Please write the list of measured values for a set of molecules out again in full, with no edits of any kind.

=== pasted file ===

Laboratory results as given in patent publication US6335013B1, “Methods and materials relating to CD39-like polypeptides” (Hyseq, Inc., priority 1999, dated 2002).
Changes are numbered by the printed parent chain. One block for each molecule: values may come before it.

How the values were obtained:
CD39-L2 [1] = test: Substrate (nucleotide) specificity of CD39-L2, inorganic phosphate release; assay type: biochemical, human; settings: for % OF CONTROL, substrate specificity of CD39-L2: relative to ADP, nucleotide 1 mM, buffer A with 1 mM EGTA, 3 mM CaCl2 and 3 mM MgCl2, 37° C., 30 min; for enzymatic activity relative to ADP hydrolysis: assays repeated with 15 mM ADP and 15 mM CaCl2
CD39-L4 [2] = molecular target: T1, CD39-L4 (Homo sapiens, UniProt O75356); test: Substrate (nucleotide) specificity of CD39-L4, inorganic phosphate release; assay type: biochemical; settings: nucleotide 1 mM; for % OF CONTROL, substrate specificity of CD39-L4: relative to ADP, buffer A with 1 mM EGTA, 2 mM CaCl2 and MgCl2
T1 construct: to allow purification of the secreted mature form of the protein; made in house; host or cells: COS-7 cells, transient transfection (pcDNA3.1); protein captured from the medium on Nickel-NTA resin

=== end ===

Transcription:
Laboratory results as given in patent publication US6335013B1, “Methods and materials relating to CD39-like polypeptides” (Hyseq, Inc., priority 1999, dated 2002).
Changes are numbered by the printed parent chain. One block for each molecule: values may come before it.

How the values were obtained:
CD39-L2 [1] = test: Substrate (nucleotide) specificity of CD39-L2, inorganic phosphate release; assay type: biochemical, human; settings: for % OF CONTROL, substrate specificity of CD39-L2: relative to ADP, nucleotide 1 mM, buffer A with 1 mM EGTA, 3 mM CaCl2 and 3 mM MgCl2, 37° C., 30 min; for enzymatic activity relative to ADP hydrolysis: assays repeated with 15 mM ADP and 15 mM CaCl2
CD39-L4 [2] = molecular target: T1, CD39-L4 (Homo sapiens, UniProt O75356); test: Substrate (nucleotide) specificity of CD39-L4, inorganic phosphate release; assay type: biochemical; settings: nucleotide 1 mM; for % OF CONTROL, substrate specificity of CD39-L4: relative to ADP, buffer A with 1 mM EGTA, 2 mM CaCl2 and MgCl2
T1 construct: to allow purification of the secreted mature form of the protein; made in house; host or cells: COS-7 cells, transient transfection (pcDNA3.1); protein captured from the medium on Nickel-NTA resin